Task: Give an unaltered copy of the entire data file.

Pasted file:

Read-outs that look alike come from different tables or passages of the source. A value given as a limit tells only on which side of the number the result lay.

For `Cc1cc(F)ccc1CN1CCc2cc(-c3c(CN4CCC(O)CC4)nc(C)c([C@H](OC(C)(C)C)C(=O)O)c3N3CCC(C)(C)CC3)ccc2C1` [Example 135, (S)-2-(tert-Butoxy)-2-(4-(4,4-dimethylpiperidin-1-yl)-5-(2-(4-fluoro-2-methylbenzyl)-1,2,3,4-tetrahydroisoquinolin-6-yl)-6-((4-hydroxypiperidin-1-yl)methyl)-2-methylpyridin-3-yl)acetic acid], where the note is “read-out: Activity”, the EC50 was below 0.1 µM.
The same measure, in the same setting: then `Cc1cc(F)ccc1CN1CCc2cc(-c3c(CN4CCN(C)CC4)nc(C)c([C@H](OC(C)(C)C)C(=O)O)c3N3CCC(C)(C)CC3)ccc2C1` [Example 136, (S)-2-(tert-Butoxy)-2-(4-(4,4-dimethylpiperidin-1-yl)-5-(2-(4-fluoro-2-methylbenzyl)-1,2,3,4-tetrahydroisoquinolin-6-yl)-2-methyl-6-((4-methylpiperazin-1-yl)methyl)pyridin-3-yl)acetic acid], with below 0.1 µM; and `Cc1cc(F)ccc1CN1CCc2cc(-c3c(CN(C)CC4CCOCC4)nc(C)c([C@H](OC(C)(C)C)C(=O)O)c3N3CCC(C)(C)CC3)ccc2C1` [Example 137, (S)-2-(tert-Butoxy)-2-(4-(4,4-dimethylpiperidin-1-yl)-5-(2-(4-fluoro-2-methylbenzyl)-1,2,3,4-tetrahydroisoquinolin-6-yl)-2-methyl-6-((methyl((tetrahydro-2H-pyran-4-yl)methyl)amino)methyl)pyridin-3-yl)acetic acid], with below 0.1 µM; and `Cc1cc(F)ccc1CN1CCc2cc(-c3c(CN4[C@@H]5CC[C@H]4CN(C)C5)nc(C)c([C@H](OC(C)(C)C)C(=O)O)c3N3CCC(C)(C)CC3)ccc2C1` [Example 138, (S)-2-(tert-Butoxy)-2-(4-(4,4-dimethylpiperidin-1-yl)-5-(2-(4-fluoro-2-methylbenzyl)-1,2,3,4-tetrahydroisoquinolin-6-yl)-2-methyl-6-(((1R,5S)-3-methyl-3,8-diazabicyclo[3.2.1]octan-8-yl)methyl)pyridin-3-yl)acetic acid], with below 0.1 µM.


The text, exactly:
Read-outs that look alike come from different tables or passages of the source. A value given as a limit tells only on which side of the number the result lay.

For `Cc1cc(F)ccc1CN1CCc2cc(-c3c(CN4CCC(O)CC4)nc(C)c([C@H](OC(C)(C)C)C(=O)O)c3N3CCC(C)(C)CC3)ccc2C1` [Example 135, (S)-2-(tert-Butoxy)-2-(4-(4,4-dimethylpiperidin-1-yl)-5-(2-(4-fluoro-2-methylbenzyl)-1,2,3,4-tetrahydroisoquinolin-6-yl)-6-((4-hydroxypiperidin-1-yl)methyl)-2-methylpyridin-3-yl)acetic acid], where the note is “read-out: Activity”, the EC50 was below 0.1 µM.
The same measure, in the same setting: then `Cc1cc(F)ccc1CN1CCc2cc(-c3c(CN4CCN(C)CC4)nc(C)c([C@H](OC(C)(C)C)C(=O)O)c3N3CCC(C)(C)CC3)ccc2C1` [Example 136, (S)-2-(tert-Butoxy)-2-(4-(4,4-dimethylpiperidin-1-yl)-5-(2-(4-fluoro-2-methylbenzyl)-1,2,3,4-tetrahydroisoquinolin-6-yl)-2-methyl-6-((4-methylpiperazin-1-yl)methyl)pyridin-3-yl)acetic acid], with below 0.1 µM; and `Cc1cc(F)ccc1CN1CCc2cc(-c3c(CN(C)CC4CCOCC4)nc(C)c([C@H](OC(C)(C)C)C(=O)O)c3N3CCC(C)(C)CC3)ccc2C1` [Example 137, (S)-2-(tert-Butoxy)-2-(4-(4,4-dimethylpiperidin-1-yl)-5-(2-(4-fluoro-2-methylbenzyl)-1,2,3,4-tetrahydroisoquinolin-6-yl)-2-methyl-6-((methyl((tetrahydro-2H-pyran-4-yl)methyl)amino)methyl)pyridin-3-yl)acetic acid], with below 0.1 µM; and `Cc1cc(F)ccc1CN1CCc2cc(-c3c(CN4[C@@H]5CC[C@H]4CN(C)C5)nc(C)c([C@H](OC(C)(C)C)C(=O)O)c3N3CCC(C)(C)CC3)ccc2C1` [Example 138, (S)-2-(tert-Butoxy)-2-(4-(4,4-dimethylpiperidin-1-yl)-5-(2-(4-fluoro-2-methylbenzyl)-1,2,3,4-tetrahydroisoquinolin-6-yl)-2-methyl-6-(((1R,5S)-3-methyl-3,8-diazabicyclo[3.2.1]octan-8-yl)methyl)pyridin-3-yl)acetic acid], with below 0.1 µM.